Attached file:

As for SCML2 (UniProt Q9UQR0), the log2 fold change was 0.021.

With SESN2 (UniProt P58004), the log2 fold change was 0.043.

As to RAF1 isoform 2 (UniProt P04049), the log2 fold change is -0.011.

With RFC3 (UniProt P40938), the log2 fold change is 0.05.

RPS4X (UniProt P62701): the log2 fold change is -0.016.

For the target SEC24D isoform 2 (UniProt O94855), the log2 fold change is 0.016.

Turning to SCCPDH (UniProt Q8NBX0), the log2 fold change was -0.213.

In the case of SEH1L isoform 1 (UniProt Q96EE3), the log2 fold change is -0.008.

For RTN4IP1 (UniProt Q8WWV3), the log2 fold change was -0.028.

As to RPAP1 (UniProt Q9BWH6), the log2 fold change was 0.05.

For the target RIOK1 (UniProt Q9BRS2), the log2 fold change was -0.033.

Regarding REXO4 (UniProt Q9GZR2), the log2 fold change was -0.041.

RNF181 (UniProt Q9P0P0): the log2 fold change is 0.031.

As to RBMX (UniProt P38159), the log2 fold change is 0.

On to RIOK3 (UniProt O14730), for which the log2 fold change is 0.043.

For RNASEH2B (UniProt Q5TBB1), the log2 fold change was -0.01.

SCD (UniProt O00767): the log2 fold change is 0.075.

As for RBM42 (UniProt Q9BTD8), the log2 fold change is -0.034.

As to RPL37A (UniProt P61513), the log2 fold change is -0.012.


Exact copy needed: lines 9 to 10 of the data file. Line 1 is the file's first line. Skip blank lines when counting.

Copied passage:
For RTN4IP1 (UniProt Q8WWV3), the log2 fold change was -0.028.

As to RPAP1 (UniProt Q9BWH6), the log2 fold change was 0.05.